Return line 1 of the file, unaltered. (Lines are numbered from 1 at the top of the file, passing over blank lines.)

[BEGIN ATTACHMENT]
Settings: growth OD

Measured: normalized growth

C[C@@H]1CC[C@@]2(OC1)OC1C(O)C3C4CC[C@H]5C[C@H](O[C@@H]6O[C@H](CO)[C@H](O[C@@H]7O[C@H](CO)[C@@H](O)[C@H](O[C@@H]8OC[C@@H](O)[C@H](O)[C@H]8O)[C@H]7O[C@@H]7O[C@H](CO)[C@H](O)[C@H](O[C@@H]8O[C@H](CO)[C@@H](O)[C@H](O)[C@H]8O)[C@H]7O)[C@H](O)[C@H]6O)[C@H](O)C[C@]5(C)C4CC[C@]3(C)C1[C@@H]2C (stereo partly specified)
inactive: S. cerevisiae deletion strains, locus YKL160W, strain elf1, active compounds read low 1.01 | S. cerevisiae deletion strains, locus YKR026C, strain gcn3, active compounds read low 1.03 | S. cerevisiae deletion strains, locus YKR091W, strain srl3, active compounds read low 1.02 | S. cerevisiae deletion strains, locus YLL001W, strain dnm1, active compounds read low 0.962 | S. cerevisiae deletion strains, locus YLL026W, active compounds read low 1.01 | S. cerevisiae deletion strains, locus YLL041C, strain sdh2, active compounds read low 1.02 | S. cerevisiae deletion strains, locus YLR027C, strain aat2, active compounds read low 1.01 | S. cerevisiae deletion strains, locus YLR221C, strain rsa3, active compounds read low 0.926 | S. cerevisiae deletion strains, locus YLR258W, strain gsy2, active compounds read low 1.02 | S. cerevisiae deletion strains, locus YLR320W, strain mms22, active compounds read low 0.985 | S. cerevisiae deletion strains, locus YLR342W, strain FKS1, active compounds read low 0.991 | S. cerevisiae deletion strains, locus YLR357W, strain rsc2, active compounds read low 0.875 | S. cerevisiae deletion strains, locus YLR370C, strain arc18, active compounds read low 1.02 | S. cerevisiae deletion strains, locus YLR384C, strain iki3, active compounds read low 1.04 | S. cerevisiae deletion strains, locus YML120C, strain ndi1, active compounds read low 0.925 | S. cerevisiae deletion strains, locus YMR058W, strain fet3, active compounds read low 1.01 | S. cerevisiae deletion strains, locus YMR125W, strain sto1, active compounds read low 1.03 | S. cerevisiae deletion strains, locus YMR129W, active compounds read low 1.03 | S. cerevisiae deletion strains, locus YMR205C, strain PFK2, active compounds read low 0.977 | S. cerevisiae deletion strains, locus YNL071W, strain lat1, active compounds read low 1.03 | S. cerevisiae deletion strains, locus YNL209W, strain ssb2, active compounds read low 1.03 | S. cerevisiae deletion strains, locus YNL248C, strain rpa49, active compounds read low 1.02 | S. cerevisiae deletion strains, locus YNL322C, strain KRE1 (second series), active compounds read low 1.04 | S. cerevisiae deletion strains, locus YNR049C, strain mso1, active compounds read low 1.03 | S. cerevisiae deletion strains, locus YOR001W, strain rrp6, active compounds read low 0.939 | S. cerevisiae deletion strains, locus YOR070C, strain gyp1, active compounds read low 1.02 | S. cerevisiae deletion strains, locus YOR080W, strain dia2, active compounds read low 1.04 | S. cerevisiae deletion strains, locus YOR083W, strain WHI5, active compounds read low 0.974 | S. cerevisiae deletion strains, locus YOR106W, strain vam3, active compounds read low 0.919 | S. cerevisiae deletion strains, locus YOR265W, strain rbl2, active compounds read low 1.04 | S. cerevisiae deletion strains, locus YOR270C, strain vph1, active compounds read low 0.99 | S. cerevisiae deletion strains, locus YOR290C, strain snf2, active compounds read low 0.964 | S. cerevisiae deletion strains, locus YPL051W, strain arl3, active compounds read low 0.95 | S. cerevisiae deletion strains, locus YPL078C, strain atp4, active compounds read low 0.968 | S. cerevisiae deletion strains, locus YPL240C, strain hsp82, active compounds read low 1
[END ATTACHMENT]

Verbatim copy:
Settings: growth OD